Podcast: Secretary of Education Miguel Cardona Celebrates Teacher Appreciation Week 2023 on Teachers in America

10 Min Read
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Welcome back to Teachers in America, where we celebrate teachers and their lasting impact on students' learning journeys and lives.

In this episode, we are joined once again by special guest Dr. Miguel Cardona, the 12th Secretary of Education of the United States. Secretary Cardona shares his 2023 Teacher Appreciation Week message and details the Department of Education's "Raise the Bar: Lead the World" effort. You can follow Secretary Cardona on Twitter, Facebook, or Instagram. Find the U.S. Department of Education on Twitter, Facebook, Instagram, and LinkedIn.

A full transcript of the episode appears below; it has been edited for clarity.

The views expressed in this podcast are those of the guest and do not necessarily represent those of HMH.

Noelle Morris: Welcome to Teachers in America, a production of HMH, where we celebrate teachers and recognize their triumphs, challenges, and most importantly, dedication to students. I'm the Senior Director of Community Engagement, Noelle Morris, talking to you from an elementary school's library in Middletown, Ohio.

In today's very special episode, we welcome back the U.S. Secretary of Education, Dr. Miguel Cardona. For the second time, he joins us for our Teacher Appreciation Week message. Secretary Cardona's passion is to serve all students and improve their opportunities for success. He has two decades of experience as a public school educator, beginning his career as an elementary school teacher and going on to serve as a principal and assistant superintendent, all in his hometown of Meriden, Connecticut. In 2019, he was appointed the State's Commissioner of Education, and in 2021, he was sworn in as the 12th Secretary of Education. We are thrilled to have another conversation with Secretary Cardona on Teachers in America. Now let's get to the episode and hear that appreciation.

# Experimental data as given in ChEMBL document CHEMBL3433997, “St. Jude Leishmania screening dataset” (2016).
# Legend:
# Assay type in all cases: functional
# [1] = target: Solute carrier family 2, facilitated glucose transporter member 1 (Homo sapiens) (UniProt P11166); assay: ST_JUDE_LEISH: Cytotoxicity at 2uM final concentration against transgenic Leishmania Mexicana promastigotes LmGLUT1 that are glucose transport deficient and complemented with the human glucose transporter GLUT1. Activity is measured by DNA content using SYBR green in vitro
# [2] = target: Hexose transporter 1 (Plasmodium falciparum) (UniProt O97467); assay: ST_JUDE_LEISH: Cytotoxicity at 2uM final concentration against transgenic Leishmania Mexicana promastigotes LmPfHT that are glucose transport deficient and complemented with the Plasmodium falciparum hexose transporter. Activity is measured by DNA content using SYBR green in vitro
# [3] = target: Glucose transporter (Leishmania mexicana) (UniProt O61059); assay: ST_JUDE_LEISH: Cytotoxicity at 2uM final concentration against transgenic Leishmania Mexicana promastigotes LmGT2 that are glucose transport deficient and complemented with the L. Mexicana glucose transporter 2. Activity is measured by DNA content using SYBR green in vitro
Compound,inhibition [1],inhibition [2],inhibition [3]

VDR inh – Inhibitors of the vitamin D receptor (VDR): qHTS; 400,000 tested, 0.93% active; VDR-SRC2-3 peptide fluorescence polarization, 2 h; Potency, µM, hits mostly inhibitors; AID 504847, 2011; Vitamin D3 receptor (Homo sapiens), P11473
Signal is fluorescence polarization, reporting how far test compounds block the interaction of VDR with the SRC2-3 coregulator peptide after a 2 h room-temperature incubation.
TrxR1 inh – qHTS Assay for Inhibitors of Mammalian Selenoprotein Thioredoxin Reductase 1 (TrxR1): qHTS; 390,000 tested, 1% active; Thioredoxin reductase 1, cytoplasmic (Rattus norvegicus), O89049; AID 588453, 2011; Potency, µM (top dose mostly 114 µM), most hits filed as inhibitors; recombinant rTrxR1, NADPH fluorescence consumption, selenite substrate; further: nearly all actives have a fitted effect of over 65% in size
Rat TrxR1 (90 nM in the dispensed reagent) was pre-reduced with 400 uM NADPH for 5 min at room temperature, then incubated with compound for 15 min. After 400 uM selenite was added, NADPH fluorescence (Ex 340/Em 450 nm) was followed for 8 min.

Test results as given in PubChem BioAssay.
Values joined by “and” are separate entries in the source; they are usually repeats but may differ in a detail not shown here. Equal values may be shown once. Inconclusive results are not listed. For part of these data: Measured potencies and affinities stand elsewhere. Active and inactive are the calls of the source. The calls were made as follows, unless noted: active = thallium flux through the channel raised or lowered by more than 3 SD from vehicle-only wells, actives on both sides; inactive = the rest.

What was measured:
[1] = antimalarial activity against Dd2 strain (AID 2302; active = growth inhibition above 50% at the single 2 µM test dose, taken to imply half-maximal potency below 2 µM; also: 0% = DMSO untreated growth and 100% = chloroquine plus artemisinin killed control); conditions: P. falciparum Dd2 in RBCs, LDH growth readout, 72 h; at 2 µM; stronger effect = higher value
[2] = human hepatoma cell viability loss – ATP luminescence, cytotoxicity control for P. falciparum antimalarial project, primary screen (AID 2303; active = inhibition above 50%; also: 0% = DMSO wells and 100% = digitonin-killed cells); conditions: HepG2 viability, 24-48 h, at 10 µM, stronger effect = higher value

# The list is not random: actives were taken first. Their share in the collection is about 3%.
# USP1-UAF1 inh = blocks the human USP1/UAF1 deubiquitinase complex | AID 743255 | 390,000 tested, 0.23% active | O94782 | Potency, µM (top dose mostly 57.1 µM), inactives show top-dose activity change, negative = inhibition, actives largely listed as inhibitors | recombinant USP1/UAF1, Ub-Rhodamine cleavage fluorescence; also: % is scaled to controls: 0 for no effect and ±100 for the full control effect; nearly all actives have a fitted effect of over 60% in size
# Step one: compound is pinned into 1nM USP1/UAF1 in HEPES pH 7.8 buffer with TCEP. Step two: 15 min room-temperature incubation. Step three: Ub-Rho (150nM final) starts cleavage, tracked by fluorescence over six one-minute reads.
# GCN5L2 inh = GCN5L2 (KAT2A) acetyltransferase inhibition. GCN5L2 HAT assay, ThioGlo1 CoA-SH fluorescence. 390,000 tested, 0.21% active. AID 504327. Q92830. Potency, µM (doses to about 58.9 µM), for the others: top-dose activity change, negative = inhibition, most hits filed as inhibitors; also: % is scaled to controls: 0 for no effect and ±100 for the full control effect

Secretary Cardona: Hello.

Noelle Morris: Hey, Secretary Cardona, how are you? Welcome back to the show.

Secretary Cardona: I'm doing well. Glad to be back with you.

Noelle: All right. I'm speaking to you today from Rosa Parks Elementary School in Middletown, Ohio. I want to give a shout-out to the leadership team that has helped set us up, and we've been in classrooms today seeing fabulous instruction happening. So anytime you're in this area, this is well worth the trip. But it's been a year since we've had a chance to speak, and a lot has been happening. So, what have you been focused on?

Secretary Cardona: First off, shout out to the administrators and teachers in that school. It's a beautiful space you're in. I'm jealous. I would've loved to have done the interview there. It looks like a wonderful place. We've been really busy at the Department of Education raising the bar. We're pushing a campaign, “Raise the Bar: Lead the World,” where we go past reopening schools. That's insufficient. We need to reimagine our schools, and what that means is making sure our kids have access to not only recovery from the pandemic but just a better education system where they're more hands-on, or they have course selections that prepare them for life outside of school walls. We're wanting to make sure that we have better mental health supports for our schools, for our educators, for our children, and for their families, and that means engaging families and wrapping our arms around families differently.